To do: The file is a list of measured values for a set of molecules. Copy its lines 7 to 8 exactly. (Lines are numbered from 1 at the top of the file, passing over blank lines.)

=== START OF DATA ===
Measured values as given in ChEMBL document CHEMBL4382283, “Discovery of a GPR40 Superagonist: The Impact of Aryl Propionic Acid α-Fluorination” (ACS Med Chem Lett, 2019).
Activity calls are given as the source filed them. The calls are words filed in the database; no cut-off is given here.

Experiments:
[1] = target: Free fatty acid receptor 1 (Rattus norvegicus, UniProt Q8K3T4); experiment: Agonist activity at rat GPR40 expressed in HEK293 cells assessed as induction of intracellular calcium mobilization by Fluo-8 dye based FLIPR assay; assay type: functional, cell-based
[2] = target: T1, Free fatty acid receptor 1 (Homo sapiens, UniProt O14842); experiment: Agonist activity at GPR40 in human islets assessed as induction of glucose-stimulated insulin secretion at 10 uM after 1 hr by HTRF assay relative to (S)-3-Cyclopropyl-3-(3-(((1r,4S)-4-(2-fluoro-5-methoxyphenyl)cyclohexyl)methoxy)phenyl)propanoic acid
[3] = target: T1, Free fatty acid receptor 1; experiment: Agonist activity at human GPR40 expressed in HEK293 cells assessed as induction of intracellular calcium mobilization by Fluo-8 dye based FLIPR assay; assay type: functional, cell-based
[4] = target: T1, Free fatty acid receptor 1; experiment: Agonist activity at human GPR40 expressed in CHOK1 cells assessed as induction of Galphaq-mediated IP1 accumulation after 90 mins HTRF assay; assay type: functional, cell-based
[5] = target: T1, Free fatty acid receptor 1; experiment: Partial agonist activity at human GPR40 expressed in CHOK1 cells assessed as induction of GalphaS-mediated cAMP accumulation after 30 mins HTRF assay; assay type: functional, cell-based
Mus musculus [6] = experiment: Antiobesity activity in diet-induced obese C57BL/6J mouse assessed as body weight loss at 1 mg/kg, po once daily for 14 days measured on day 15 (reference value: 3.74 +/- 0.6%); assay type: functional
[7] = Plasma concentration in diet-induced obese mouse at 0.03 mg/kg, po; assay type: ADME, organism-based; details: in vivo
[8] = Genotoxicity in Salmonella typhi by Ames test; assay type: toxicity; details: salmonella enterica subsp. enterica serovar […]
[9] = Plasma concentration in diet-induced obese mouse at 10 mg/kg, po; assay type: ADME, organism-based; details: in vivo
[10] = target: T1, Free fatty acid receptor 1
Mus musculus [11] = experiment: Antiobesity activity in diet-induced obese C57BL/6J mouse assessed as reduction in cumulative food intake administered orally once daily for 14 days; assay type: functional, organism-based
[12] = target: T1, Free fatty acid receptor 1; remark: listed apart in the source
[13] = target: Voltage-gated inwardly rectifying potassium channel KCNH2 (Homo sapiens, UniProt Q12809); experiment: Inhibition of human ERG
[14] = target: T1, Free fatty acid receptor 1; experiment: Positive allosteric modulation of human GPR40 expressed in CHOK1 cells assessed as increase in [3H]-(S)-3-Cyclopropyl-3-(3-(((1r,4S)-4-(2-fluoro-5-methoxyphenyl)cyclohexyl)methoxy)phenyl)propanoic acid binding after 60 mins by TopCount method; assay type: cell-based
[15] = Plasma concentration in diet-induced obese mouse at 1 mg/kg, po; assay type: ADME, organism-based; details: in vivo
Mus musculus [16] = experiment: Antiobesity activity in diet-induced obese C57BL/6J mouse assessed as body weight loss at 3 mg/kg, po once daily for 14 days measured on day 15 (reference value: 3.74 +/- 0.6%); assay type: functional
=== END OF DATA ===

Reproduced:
[4] = target: T1, Free fatty acid receptor 1; experiment: Agonist activity at human GPR40 expressed in CHOK1 cells assessed as induction of Galphaq-mediated IP1 accumulation after 90 mins HTRF assay; assay type: functional, cell-based
[5] = target: T1, Free fatty acid receptor 1; experiment: Partial agonist activity at human GPR40 expressed in CHOK1 cells assessed as induction of GalphaS-mediated cAMP accumulation after 30 mins HTRF assay; assay type: functional, cell-based